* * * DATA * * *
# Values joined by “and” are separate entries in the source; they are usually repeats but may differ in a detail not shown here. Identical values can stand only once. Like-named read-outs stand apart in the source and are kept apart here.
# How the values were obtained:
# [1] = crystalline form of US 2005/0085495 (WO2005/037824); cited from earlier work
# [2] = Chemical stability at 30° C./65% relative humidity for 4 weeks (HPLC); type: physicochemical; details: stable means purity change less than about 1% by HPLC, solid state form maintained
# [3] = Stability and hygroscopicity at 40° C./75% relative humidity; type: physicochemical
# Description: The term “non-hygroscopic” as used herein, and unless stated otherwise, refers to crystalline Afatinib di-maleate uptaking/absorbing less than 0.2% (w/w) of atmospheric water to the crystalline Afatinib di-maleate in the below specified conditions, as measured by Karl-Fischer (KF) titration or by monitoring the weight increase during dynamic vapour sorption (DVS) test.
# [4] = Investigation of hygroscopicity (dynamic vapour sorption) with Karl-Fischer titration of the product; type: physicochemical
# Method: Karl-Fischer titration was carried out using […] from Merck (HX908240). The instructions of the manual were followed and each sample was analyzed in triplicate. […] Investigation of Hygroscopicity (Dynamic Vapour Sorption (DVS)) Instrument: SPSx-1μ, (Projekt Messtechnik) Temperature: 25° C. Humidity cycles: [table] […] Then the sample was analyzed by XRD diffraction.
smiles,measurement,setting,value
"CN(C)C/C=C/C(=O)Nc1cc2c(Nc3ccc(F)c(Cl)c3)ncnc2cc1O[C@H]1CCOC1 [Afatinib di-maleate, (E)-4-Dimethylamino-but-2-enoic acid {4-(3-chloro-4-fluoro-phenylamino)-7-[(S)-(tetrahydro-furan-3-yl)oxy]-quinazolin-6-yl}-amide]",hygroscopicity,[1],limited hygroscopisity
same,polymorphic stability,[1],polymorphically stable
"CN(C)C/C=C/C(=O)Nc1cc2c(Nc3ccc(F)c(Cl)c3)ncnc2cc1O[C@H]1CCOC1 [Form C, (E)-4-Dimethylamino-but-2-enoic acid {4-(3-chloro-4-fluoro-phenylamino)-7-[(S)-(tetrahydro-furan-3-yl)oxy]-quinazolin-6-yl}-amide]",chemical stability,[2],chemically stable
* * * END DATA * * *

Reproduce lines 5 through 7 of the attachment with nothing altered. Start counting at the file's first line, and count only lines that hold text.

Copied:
# [3] = Stability and hygroscopicity at 40° C./75% relative humidity; type: physicochemical
# Description: The term “non-hygroscopic” as used herein, and unless stated otherwise, refers to crystalline Afatinib di-maleate uptaking/absorbing less than 0.2% (w/w) of atmospheric water to the crystalline Afatinib di-maleate in the below specified conditions, as measured by Karl-Fischer (KF) titration or by monitoring the weight increase during dynamic vapour sorption (DVS) test.
# [4] = Investigation of hygroscopicity (dynamic vapour sorption) with Karl-Fischer titration of the product; type: physicochemical